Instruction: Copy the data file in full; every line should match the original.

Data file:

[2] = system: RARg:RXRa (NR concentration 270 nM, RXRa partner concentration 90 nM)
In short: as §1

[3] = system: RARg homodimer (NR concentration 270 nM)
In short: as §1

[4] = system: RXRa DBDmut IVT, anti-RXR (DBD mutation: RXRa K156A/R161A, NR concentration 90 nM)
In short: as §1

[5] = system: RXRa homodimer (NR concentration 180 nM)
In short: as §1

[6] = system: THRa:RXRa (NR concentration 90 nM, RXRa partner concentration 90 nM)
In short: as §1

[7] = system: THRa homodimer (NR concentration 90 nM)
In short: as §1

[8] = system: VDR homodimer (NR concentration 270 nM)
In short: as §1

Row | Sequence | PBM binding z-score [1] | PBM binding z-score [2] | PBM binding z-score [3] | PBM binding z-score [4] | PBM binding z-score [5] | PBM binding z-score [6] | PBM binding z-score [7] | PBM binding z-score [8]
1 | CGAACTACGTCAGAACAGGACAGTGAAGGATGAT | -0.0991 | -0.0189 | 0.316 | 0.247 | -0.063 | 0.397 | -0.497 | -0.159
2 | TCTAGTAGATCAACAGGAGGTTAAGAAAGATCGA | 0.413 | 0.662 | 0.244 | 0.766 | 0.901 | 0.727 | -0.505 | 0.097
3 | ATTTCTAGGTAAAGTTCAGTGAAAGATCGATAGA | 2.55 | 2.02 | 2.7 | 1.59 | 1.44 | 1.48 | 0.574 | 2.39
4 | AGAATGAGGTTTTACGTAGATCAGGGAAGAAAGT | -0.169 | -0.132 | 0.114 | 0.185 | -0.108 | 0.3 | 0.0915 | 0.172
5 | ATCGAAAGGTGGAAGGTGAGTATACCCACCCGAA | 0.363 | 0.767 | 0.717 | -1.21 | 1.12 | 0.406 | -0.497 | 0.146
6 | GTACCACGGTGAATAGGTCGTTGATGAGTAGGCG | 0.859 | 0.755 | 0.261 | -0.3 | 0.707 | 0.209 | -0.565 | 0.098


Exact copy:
[2] = system: RARg:RXRa (NR concentration 270 nM, RXRa partner concentration 90 nM)
In short: as §1

[3] = system: RARg homodimer (NR concentration 270 nM)
In short: as §1

[4] = system: RXRa DBDmut IVT, anti-RXR (DBD mutation: RXRa K156A/R161A, NR concentration 90 nM)
In short: as §1

[5] = system: RXRa homodimer (NR concentration 180 nM)
In short: as §1

[6] = system: THRa:RXRa (NR concentration 90 nM, RXRa partner concentration 90 nM)
In short: as §1

[7] = system: THRa homodimer (NR concentration 90 nM)
In short: as §1

[8] = system: VDR homodimer (NR concentration 270 nM)
In short: as §1

Row | Sequence | PBM binding z-score [1] | PBM binding z-score [2] | PBM binding z-score [3] | PBM binding z-score [4] | PBM binding z-score [5] | PBM binding z-score [6] | PBM binding z-score [7] | PBM binding z-score [8]
1 | CGAACTACGTCAGAACAGGACAGTGAAGGATGAT | -0.0991 | -0.0189 | 0.316 | 0.247 | -0.063 | 0.397 | -0.497 | -0.159
2 | TCTAGTAGATCAACAGGAGGTTAAGAAAGATCGA | 0.413 | 0.662 | 0.244 | 0.766 | 0.901 | 0.727 | -0.505 | 0.097
3 | ATTTCTAGGTAAAGTTCAGTGAAAGATCGATAGA | 2.55 | 2.02 | 2.7 | 1.59 | 1.44 | 1.48 | 0.574 | 2.39
4 | AGAATGAGGTTTTACGTAGATCAGGGAAGAAAGT | -0.169 | -0.132 | 0.114 | 0.185 | -0.108 | 0.3 | 0.0915 | 0.172
5 | ATCGAAAGGTGGAAGGTGAGTATACCCACCCGAA | 0.363 | 0.767 | 0.717 | -1.21 | 1.12 | 0.406 | -0.497 | 0.146
6 | GTACCACGGTGAATAGGTCGTTGATGAGTAGGCG | 0.859 | 0.755 | 0.261 | -0.3 | 0.707 | 0.209 | -0.565 | 0.098